The Christmas season brings lots of joy and cheer as we celebrate the birth of our Savior. One of my favorite parts of Advent is the hymns. Advent hymns are some of the most recognizable and well-known hymns, but they can be hard to remember because they are sung only during this time of year. Plus, hymns can be confusing if one is not aware of the Scripture and concepts behind it. That’s why it can be a good idea to create lessons based on the hymns that will be sung this season. Here are ways to teach and discuss four Advent hymns to help your youth understand what they will be singing about.
Christmas Ornament Craft: “Savior of the Nations, Come” (LSB 332)
This hymn tells the story of Christmas. One way to connect the hymn to the story is by having children make an ornament. You can have your youth create a manger using popsicle sticks. Have a trusted volunteer cut out pieces of paper that will fit inside each child’s manger. Have each child draw a picture of baby Jesus and write the words of the hymn. Then glue this piece of paper to the popsicle-stick manger. By looping a piece of yarn or fishing wire around the top of the creation, the children will have created an ornament.
This hymn speaks about the divine nature of Jesus. So while the children are making the craft, have them describe Jesus. By having them make the manger with their hands while they talk about Jesus, they can come to better understand who “shines in glory through the night” (v. 7).
Herald’s Trumpet Craft: “Hark! A Thrilling Voice Is Sounding” (LSB 345)
The first word in the title of this hymn is “hark,” which means “listen.” But what are we listening for? This hymn makes it clear that “Christ is near.” But before the birth of Jesus, how did people know this?
Using this hymn as a launching point, you can teach your youth about John the Baptist, how he prepared the way for Jesus and he spoke about what Jesus would do before He did it. One way to teach this is by having children make a herald’s trumpet out of construction paper. They can decorate the trumpets however they want, but at the end of the lesson, each child must raise the trumpet to his or her lips and say, “Jesus is coming!” You can then reinforce the lesson further by explaining that Jesus came for them and will return for them!
Christmas Drawing Activity: “O Come, O Come, Emmanuel” (LSB 357)
This is my favorite Advent hymn. It is such a beautiful song with such beautiful words. This hymn describes who Jesus is and what He has done for the world. It gives you an opportunity to talk about Jesus while having your youth draw and color a picture of the Christmas story.
Christmas is the culmination of the prophets crying that Immanuel will come. So through the words of this hymn, we can discuss many key understandings about who Jesus is and why He came into the world. Inform your children while they draw that Jesus is “our King of Peace” (v. 7), the “Lord of might” (v. 3), and that He “give[s] them vict’ry o’er the grave” (v. 4). By using words from the hymn, you can magnify the story of Jesus. Be sure to play the hymn in the background during the lesson!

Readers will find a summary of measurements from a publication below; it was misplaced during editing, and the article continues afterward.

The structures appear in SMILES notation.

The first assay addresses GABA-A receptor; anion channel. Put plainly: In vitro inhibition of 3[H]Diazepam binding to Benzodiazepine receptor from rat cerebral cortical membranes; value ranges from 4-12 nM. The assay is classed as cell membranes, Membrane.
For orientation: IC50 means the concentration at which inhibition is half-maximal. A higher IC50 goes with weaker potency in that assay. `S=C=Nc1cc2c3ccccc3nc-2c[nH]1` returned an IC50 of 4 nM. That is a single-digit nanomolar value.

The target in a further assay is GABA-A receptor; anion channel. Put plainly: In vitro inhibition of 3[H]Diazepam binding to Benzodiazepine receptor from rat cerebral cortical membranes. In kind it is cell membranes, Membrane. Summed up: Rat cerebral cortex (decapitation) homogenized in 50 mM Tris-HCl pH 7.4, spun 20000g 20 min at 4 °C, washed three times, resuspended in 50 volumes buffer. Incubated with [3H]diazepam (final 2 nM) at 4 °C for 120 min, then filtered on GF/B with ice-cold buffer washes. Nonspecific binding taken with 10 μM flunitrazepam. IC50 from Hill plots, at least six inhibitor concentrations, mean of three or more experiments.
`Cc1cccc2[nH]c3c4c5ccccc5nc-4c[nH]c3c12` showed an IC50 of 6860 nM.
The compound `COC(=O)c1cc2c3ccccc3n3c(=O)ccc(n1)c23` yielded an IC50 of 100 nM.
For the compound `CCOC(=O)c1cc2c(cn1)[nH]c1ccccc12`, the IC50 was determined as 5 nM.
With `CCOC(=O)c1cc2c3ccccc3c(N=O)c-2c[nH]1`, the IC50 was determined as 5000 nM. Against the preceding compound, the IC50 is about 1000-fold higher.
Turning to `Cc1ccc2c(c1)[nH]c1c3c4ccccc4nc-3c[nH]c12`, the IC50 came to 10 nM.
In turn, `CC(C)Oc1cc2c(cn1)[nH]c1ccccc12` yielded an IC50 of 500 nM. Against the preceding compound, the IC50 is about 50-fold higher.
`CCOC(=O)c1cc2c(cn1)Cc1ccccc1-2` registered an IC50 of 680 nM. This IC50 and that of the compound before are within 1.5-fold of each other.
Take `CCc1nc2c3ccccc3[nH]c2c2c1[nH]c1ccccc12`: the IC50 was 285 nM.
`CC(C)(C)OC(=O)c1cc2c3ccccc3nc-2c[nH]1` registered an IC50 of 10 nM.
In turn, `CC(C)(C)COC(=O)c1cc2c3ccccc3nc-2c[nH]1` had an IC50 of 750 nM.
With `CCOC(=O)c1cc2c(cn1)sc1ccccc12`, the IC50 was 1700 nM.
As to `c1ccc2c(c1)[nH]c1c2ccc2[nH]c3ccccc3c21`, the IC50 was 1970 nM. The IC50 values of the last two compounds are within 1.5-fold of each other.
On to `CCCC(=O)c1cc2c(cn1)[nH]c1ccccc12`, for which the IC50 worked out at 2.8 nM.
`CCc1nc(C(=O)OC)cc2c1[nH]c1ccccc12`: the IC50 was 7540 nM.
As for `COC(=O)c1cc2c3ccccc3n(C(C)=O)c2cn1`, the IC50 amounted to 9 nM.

Blindfolded Obstacle Course Game: “We Walk by Faith and Not by Sight” (LSB 720)
In the case of this Advent hymn, a game can be a fun way to have children grasp onto the idea of trusting the faithfulness of God to fulfill His promise of a Savior. A simple game to teach this lesson is a blindfolded obstacle course. Have your youth pick one student to be the leader of their team. Then blindfold the other members of the team and set up the course. This can be an extremely easy course or a difficult one—for example, you can just use your classroom chairs, some rope, and a few pool noodles. Once the course has been made, instruct all students to line up and join hands while the leader stands across the room. The students will have to have faith that their leader will provide instructions to bring them through the course and deliver them to the other side.
After the game is over, it’s important to debrief the concept with the children. Ask them if it was difficult to wait for the leader’s instructions before they moved, and ask them about the problems they encountered along the way. It’s important that you connect the game to the Scripture and the hymn. By following up with questions that connect to their faith in Jesus, you’ll help the children gain a more concrete understanding of the hymn.
During the season of Advent, as we await the celebration of the birth of our Savior, hymns are a beautiful reminder of what is to come. It is important to pass them on and have children understand them. Through these lessons, children can get ready to sing the hymns throughout the season.
Create Christ-Centered Christmas Family Traditions
Keep your children returning to the story of Jesus’ birth with these fun Christmas crafts, songs, and activities.